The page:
Pache: From kitchens of Mesopotamia

Iraqi cuisine has developed over the course of a long and rich history. Modern day Iraq is, after all, on the site of ancient Sumer, the “Cradle of Civilisation” founded approximately 5300 BCE.

Pache, a veritable witch’s brew of sheep offal is celebrated as rare delicacy, having its origin in early Mesopotamian civilisation. Another charm that adds on to the wacky tinge of this adventure food is that is made with a Sheep’s (or goat’s or lamb’s) head, the stomach and its hooves (cleaned and processed under sanitary measures) boiled slowly, mashed up and served with khubz (flatbread) sunken in hot, watery and oily broth.


I am quite adventurous in tasting foods so I went for Pache. Prepared well, pache rewards the intrepid diner with a delicate meaty flavour that is never overshadowed by the rich patina of fat. This special delicacy could almost terrify anyone else from any other part of the world! If you can skip the notion of eating the head, it’s a must try for all the adventurist folks out there.  The textures of the different parts combine, while the lemon and garlic (not to mention the obsessive cleaning) chase away any gaminess one might expect in such a dish.


The Iraqi cooking as we know it today largely evolved from the cuisine of the glorious days of the Abbasid Caliphate (from eighth century to thirteenth century) when Baghdad was called the navel of the earth. The Iraqi kitchen reached its zenith. Besides the contributions of the native Sumerians, Akkadians, Babylonians, Assyrians, and ancient Persians who lived in what is now Iraq, the nation’s culture and cuisine have been coloured by its neighbours, including modern-day Iran, Turkey, and Syria, and to a lesser extent India and Greece. Of these, the Mesopotamian is the oldest and the first documented world cuisine, of which only three Babylonian cuneiform tablets are extant today (housed at the Babylonian Collection of Yale University).

According to Yale Babylonian Collection, the oldest known recipes in the world come from Iraq, and were inscribed on Babylonian tablets going back to ca. 1700 BCE. Archaeologists have found three small clay tablets inscribed with intricate cuneiform signs, although damaged to different degrees, which provide cooking instructions for more than thirty-five Akkadian dishes. The recipes are elaborate and often call for rare ingredients. They represent Mesopotamian haute cuisine meant for the royal palace or the temple and also a fairly accurate picture of the standard Mesopotamian diet.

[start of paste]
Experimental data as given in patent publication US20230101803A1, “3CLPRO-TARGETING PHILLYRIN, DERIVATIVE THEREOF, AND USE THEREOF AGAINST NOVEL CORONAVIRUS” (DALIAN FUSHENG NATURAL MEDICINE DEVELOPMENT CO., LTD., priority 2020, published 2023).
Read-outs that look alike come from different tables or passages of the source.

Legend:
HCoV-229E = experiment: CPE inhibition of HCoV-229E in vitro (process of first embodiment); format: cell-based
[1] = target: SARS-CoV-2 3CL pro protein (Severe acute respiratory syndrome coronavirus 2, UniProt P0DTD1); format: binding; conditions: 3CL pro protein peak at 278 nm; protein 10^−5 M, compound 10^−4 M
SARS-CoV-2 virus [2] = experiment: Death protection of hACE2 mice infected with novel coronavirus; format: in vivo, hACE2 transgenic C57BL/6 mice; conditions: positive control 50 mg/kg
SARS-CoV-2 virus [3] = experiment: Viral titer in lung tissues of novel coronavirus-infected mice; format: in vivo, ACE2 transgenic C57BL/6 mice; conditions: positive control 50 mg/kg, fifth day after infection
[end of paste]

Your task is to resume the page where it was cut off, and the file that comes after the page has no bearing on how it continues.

Instructions call for most of the food to be prepared with water and fats, and to simmer for a long time in a covered pot. Ancient foodies seem to have preferred fowl and mutton. Babylonian chefs had easy access to meat, as Mesopotamian farmers had been raising sheep and chicken since prehistory. Meats included stag, gazelle, kid, lamb, mutton, squab and a bird called tarru (believed to mean fowls). Fish were eaten along with turtles and shellfish. Various grains, vegetables and fruits such as dates, apples, figs, pomegranates and grapes were integral to diet. Roots, bulbs, truffles and mushrooms were harvested for the table. Frequently mentioned seasonings included onions, garlic and leeks, while stews were often thickened with grains, milk, clarified butter, fats, beer or animal blood. Salt was sometimes mentioned. Scholars have not been able to identify all the ingredients.

The use of animal intestines is said to have been perfected by the Sumerians, who are credited with the invention of sausages about 4000 BCE. Babylonians made spicy sausages with minced meat, stuffing the mixture into animal intestines to act as skins in approximately 1500 BCE.

Many kinds of bread are mentioned in the texts from the lowliest barley bread used for workers’ rations to elaborate sweetened and spiced cakes baked in fancy, decorated moulds in palace kitchens. Beer (usually made of fermented barley mush) was the national beverage already in the third millennium BCE, while wine grown in northern Mesopotamia was expensive and only enjoyed by the royal household or the very rich.

King Ashurbanipal and his queen enjoying a cup of wine in the garden, 7th century BCE. (Source: Yale University Library)

The Mongols introduced the culinary traditions they learned in Baghdad to their new empire in Northern India. To this day, traces of these traditions can still be detected in the Indian cuisines.

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